Patients can download the Neighborhood Trials app, search for trials close to home, and receive notifications about a study on a drug or device that aims to treat their condition. Once patients have enrolled, technology is crucial to supporting them throughout the trial. With the growing popularity of telehealth, they may meet with physicians remotely if location or transportation is a barrier. They can also use mobile apps or wearable devices that gather health data and relay it directly to a trial’s electronic data capture system, reducing the need for self-reporting or frequent office visits. Secure patient portals and apps also increase patient retention by maintaining frequent communication, including reminding patients of upcoming appointments and quickly responding to questions.
We are already beginning to see artificial intelligence assisting with clinical trial recruitment and retention by analyzing data from electronic health records to identify patients who fit certain criteria, using predictive modeling to estimate participation rates, and following up with common patient inquiries through chatbots. As technology continues to evolve, it’s more important than ever to continue to build trust among diverse patient populations and educate them about the benefits of participating in clinical trials. This is why I believe so strongly in the combined power of community partnerships and technology.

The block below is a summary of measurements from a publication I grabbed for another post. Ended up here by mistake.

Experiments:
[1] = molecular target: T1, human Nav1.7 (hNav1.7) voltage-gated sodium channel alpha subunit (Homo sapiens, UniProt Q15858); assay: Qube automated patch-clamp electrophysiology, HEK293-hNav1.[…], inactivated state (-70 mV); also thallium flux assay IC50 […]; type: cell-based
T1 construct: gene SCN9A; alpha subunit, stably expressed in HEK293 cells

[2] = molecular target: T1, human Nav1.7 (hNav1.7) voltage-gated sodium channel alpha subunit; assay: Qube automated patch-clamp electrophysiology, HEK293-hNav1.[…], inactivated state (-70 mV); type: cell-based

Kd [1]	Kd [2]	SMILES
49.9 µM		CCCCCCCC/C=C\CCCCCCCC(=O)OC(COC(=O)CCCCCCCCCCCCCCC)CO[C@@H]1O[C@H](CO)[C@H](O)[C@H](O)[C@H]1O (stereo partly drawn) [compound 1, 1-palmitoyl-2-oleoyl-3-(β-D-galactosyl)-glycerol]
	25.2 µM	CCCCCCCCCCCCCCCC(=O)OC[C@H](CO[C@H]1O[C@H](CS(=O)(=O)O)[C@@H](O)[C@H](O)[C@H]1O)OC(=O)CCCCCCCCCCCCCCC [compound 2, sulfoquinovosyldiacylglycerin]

Dr. Eddilisa Martin is the owner and CEO of M&B Sciences, a technology-focused life sciences firm. With over 28 years of experience in the life sciences industry, including 18 years with Abbott Laboratories and AbbVie, she is responsible for carrying out M&B’s strategic vision, including its recent acquisition of Clara Health and the continued development of technologies such as the NeighborhoodTrials.com platform, which increases access and equity in clinical trials.